[Vietnam! Moving Ahead Together] Daibiru's CornerStone Building Sets a Leading Example in Hanoi
Daibiru Corporation's CornerStone Building serves as an exemplar of environmental efforts and customer-oriented business in Hanoi's office building market.
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While browsing a Vietnamese news website one day, I came across the following headlines.
"Hanoi office building wins Third Prize in the renovation category of the Energy Efficiency Award in Industry and Construction!"
"Hanoi office building receives highest Five Stars in Hanoi's Green Energy Building Award!"
The winner was the CornerStone Building. It was recognized with Vietnam's most prestigious environmental awards, bestowed on office buildings that are actively working on environmental measures.
Owned and operated by the Daibiru Corporation, known for its iconic Osaka headquarters, the CornerStone Building is the company's first foray into Hanoi.
A Grade-A office building, CornerStone is well known to anyone involved in the real estate brokerage business in Hanoi. Its tenants include major Japanese companies listed on the Tokyo Stock Exchange Prime Market, as well as Japanese independent administrative institutions such as JICA and JETRO.
The building's occupancy rate is an astounding 99%. Even amid the pandemic, there was no significant downturn. Rather, companies vigilantly wait for openings in this most popular office building in Hanoi.
After reading about CornerStone's environmental efforts and highest-level certification from the city of Hanoi, I decided to pay a visit to learn more.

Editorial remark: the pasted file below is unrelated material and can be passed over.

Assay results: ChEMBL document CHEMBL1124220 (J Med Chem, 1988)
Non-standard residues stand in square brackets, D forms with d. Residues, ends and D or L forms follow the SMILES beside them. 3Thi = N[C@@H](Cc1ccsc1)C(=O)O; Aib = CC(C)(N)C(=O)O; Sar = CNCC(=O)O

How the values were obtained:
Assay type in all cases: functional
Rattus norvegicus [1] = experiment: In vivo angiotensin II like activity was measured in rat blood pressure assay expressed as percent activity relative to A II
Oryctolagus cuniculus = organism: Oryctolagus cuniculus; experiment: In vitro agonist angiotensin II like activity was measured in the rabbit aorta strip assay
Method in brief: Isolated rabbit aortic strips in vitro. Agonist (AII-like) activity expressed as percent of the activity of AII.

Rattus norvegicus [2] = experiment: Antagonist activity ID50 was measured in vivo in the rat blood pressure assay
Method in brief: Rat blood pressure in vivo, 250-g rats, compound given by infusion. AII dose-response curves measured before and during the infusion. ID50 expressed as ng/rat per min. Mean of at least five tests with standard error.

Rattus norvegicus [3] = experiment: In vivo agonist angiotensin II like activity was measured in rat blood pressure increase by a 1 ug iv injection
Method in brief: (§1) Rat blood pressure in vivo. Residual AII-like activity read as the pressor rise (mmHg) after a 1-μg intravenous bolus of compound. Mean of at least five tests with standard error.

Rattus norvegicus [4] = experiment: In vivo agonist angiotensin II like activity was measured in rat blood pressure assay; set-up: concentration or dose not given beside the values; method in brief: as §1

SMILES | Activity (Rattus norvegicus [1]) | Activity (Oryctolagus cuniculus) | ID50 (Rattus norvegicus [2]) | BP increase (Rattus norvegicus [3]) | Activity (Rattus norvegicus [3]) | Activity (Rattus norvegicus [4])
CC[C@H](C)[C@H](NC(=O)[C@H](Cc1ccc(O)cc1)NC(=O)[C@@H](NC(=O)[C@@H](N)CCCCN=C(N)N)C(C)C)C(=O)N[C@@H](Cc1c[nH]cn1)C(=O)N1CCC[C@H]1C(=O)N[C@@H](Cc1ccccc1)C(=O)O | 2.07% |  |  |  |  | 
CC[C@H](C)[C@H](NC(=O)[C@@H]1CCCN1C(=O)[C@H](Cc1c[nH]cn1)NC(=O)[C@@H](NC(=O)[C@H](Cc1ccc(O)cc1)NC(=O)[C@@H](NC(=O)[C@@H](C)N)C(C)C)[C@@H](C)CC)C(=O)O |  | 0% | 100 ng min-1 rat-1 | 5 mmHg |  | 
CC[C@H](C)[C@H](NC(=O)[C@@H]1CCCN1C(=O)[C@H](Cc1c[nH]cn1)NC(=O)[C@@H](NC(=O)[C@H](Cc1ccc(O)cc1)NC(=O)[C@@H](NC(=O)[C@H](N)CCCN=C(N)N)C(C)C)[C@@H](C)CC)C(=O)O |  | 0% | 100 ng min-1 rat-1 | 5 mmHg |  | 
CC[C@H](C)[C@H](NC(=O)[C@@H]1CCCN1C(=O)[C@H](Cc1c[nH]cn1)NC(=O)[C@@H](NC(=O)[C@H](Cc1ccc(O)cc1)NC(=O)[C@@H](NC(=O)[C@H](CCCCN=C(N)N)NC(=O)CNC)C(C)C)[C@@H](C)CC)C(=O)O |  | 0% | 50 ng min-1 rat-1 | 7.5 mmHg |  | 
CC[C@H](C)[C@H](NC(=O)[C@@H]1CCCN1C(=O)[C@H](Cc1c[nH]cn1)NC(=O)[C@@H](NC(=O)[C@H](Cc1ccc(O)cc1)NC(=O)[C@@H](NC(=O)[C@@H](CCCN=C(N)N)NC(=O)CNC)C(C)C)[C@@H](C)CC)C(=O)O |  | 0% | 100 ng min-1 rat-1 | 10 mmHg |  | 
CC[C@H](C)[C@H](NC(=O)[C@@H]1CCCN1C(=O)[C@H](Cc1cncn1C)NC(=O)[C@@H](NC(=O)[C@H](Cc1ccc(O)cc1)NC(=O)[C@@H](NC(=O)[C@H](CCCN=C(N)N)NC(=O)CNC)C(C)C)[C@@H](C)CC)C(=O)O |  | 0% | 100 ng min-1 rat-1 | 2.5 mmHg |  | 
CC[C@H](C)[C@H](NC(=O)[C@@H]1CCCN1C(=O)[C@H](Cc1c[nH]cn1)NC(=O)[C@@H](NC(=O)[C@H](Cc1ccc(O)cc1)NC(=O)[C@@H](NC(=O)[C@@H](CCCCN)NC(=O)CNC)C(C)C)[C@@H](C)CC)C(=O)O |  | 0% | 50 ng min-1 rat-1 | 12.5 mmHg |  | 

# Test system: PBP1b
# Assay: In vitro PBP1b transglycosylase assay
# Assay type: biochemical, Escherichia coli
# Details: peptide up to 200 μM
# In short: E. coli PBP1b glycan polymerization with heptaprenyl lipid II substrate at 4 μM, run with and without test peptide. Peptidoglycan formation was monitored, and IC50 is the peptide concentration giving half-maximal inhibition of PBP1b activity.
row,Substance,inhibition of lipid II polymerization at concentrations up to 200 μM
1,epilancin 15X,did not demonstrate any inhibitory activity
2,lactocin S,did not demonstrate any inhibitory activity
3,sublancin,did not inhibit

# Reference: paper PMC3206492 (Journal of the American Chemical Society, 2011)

First Office Building in Hanoi to Install Solar Power System
"We are the only office building in the whole of Hanoi that has installed solar panels on the roof to generate our own electricity from renewable energy sources," says Yu Okamoto, General Director of Daibiru Csb Co Ltd, the subsidiary of Daibiru Corporation that owns and operates the CornerStone Building.
Okamoto arrived in Hanoi in May 2022. After taking over from his predecessor, he oversaw the completion of the solar power generation system's installation.
The system is expected to generate 3% of the building's total annual power consumption.
A large monitor has been installed beside the reception desk on the building's first floor. The aim is to provide "visualization" of the amount of electricity generated on a daily basis.
While installing solar panels incurs costs, it is not that difficult. I wondered why none of the numerous other office buildings were interested in doing so. "Most building owners still view the use of electricity derived from renewable energy sources in simple terms of cost," Okamoto notes.
In Vietnam, where economic development is the top priority, allocating expenses for environmental measures is still not a common business management decision.
However, at COP26 in November 2021, the Vietnamese government declared its aim to achieve net zero greenhouse gas emissions (carbon neutrality) by 2050. Japan and Vietnam share this same goal.
Of course, achieving this goal would be near impossible without financial and technical support from foreign capital. It is against this backdrop that Daibiru received environmental awards.
And from an operational standpoint, Daibiru's move to incorporate renewable energy seems to have been exceptionally effective in Hanoi, where the supply and demand of electricity are tight.
Using I-RECs for CO2-Free Electricity
Daibiru's environmentally oriented management perspective was born out of the company's 100-year history. Since its founding in 1923, Daibiru has adhered to its "constructing buildings, creating towns" philosophy.
By being "tenant-oriented" the company aims to bring about benefits for the tenants who make up the "towns" it builds.
"The headquarters of Japanese companies demand the same environmental measures from their Vietnamese subsidiaries as they do from their counterparts in Japan. However, Vietnamese companies here do not place much importance on them. In this context, our Japanese tenants bear a considerable cost when collaborating and competing. So, we decided to put environmental measures in place first and let our tenants reap the benefits," Okamoto explains.